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Although most microbes that are moved about the world in the ballast water of ships are unlikely to pose health or economic threats, dangerous aquatic microbial invasions are possible and a case can be made for stringent new ballast-water management standards, says an article written by two oceanographers from Old Dominion University and Nova Southeastern University in Florida.

Fred Dobbs, associate professor in ODU's Ocean, Earth and Atmospheric Sciences Department, and Andrew Rogerson, professor and associate dean of the Oceanography Center at Nova Southeastern, are authors of the cover article in the June 15 edition of Environmental Science and Technology magazine. The article text is available online at http://pubs.acs.org/journals/esthag/index_magazine.html. Their title is: "Ridding Ships' Ballast Water of Microorganisms: Is it even possible to remove, kill or inactivate all of them-and, if so, should we try?"

The microbes they identify as most dangerous include toxic dinoflagellates that can devastate aquaculture and adversely affect natural populations, including marine mammals, and cause paralytic shellfish poisoning in humans. They also warn of potential health problems caused by the bacterium Vibrio cholerae, which causes human cholera.

The article appears at a time when world trade is increasing, resulting in more international ship traffic and more opportunities for ballast water introduction of harmful species. A recent National Geographic documentary telecast on the Public Broadcasting System included commentary by invasion scientists and portrayed aquatic invasions as a growing threat. On the other hand, a few voices in the scientific community are downplaying the long-term dangers of species invasions. In addition, one hypothesis questions whether microbial invasions are even possible. The cover article in May's Discover magazine brought a storm of protest from scientists and environmentalists by suggesting that the invasive species scare is overblown.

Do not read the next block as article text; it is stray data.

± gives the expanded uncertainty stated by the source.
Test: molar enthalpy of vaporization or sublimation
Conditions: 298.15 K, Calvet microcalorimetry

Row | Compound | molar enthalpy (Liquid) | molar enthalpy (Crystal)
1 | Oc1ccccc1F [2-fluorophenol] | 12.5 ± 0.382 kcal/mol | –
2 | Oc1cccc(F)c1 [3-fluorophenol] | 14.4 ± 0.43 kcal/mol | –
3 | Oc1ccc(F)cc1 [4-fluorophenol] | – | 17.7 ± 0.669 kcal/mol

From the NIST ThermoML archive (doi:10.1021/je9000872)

"I think our article is more cautious about invasions," said Dobbs, who is a marine microbial ecologist, in response to a question about the Discover article. "We make the point that most documented aquatic invasions have been those of (larger) invertebrates. The only case for which we think there is strong evidence for a microbial invasion is that of red-tide dinoflagellates in Australia. We make a second point, however, that it would be simplistic and possibly very wrong to consider aquatic microbial invasions do not occur or could not be mediated by ballast water."

Ships take on and dump ballast water as needed for stability, often to offset either the loading or offloading of cargo. The process moves water-and organisms in the water-from one port to another. Harmful invasions may happen when a species finds a new environment where it has no natural predators, a reduced parasite load, or other conditions that help it flourish.

Many ships try to minimize potential harm by dumping or exchanging ballast water in high-salinity open waters-which are not as likely as coastal waters to enable an invasion or to contain potentially invasive species.

Ballast water management proposals of the International Maritime Organization, which are now being considered for ratification by IMO member nations, could force ships to have on-board treatment systems that would greatly reduce the number of microbes that are discharged. The authors write that proposed IMO standards should go far toward minimizing risks, but warn that research underway now may show that more stringent measures are needed.

Environmentalists have rallied behind the National Aquatic Invasive Species Act of 2005, which is before Congress, but may stall like a similar bill did last session. Some states bordering the Great Lakes, which have been hard hit by invasive species, have decided to impose piecemeal regulations. Michigan lawmakers, this spring, approved a law that will require oceangoing ships entering ports there to prove they are equipped to treat any ballast water they have on board. Also this spring, a federal judge in California ruled that the Environmental Protection Agency must begin regulating ballast water by permit under the Clean Water Act, although the specific implementation of the ruling is still undecided.